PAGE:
COATES: Congressman Ro Khanna, the work is still ahead. We'll see more about the negotiations starting again, it seems, tomorrow. Thank you for your evening and your time today.

KHANNA: Thank you. Thanks, Laura.

COATES: Up next, let's go talk to a worker, actually, and hear about her story. I'll talk to one of the striking workers, a mother of seven, who says she can barely make ends meet.







COATES: Auto workers walked off the job at the Stellantis Toledo plant at midnight, blasting the current tiered wage system at the big three automakers, where more recent hires start at much lower pay than more tenured workers.

Let's bring in United Auto Workers member Leticia Lopez. She's an assembly line worker at the Stellantis Toledo plant. Leticia, thank you so much for joining. I see your sign. You are united for that strong contract of the desire. You also are a mother of seven and you are working 60 hours a week as a supplemental worker. Many people who are across the country looking at what's happening and within the UAW, how are you going to make ends meet if this strike does not end soon? LETICIA LOPEZ, MEMBER, UNITED AUTO WORKERS: Thank you, Laura, for having me. Unfortunately, for me, from day one, I came in as a supplementary employee, and there was no guarantee whether I was going to work six days or three days a week. So, surviving on anywhere from 200 to 300 to 500 has kind of been my way of life for the last four years.

For me, knowing that I'm going to have a steady paycheck of 500 a week, is more stability for me of strike pay than the hours that I am guaranteed in the facility. Some weeks, I'm guaranteed 60 hours, and some weeks, I'm guaranteed none. So, it seems like 500 a week through strike pay is scary, but as a supplemented employee, that's stability.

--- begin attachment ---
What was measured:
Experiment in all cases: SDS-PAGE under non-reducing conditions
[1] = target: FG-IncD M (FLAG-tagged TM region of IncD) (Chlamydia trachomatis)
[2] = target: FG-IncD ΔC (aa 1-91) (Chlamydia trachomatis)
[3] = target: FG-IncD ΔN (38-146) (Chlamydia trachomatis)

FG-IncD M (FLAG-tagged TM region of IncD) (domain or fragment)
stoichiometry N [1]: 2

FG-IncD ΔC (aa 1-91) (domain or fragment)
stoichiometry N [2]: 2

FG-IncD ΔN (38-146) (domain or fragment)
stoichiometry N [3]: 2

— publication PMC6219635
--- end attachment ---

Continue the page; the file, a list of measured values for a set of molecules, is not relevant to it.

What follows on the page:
COATES: I mean, just thinking about how one is unable to plan, how can you decide and know what you can spend, how can you have a monthly budget, how can you allocate your resources with that level of instability, and as for a single person, let alone somebody who is also a caregiver and a parent.

And I'm wondering about your benefits then, too, because you have stayed in this job because of the healthcare, but the healthcare does not include dental, doesn't include vision, doesn't include hearing coverage or even a retirement plan, all of which are extremely important. What does that mean to you that you don't have that?

LOPEZ: It's extremely important.